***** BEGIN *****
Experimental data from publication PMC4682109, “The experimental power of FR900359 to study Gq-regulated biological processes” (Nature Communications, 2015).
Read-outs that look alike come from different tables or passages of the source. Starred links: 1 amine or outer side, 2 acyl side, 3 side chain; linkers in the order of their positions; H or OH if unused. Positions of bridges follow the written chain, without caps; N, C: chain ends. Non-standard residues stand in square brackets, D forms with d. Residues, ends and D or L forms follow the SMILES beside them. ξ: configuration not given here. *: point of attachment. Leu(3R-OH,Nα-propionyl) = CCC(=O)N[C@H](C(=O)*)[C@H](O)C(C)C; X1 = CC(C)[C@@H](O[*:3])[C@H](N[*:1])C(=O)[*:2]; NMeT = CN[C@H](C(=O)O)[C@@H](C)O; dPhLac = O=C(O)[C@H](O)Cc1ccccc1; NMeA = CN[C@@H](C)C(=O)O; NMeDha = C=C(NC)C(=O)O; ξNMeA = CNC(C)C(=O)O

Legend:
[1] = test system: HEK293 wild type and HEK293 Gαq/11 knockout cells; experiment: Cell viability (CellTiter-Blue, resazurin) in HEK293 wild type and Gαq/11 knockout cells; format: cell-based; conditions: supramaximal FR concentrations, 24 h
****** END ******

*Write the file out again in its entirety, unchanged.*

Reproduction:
Experimental data from publication PMC4682109, “The experimental power of FR900359 to study Gq-regulated biological processes” (Nature Communications, 2015).
Read-outs that look alike come from different tables or passages of the source. Starred links: 1 amine or outer side, 2 acyl side, 3 side chain; linkers in the order of their positions; H or OH if unused. Positions of bridges follow the written chain, without caps; N, C: chain ends. Non-standard residues stand in square brackets, D forms with d. Residues, ends and D or L forms follow the SMILES beside them. ξ: configuration not given here. *: point of attachment. Leu(3R-OH,Nα-propionyl) = CCC(=O)N[C@H](C(=O)*)[C@H](O)C(C)C; X1 = CC(C)[C@@H](O[*:3])[C@H](N[*:1])C(=O)[*:2]; NMeT = CN[C@H](C(=O)O)[C@@H](C)O; dPhLac = O=C(O)[C@H](O)Cc1ccccc1; NMeA = CN[C@@H](C)C(=O)O; NMeDha = C=C(NC)C(=O)O; ξNMeA = CNC(C)C(=O)O

Legend:
[1] = test system: HEK293 wild type and HEK293 Gαq/11 knockout cells; experiment: Cell viability (CellTiter-Blue, resazurin) in HEK293 wild type and Gαq/11 knockout cells; format: cell-based; conditions: supramaximal FR concentrations, 24 h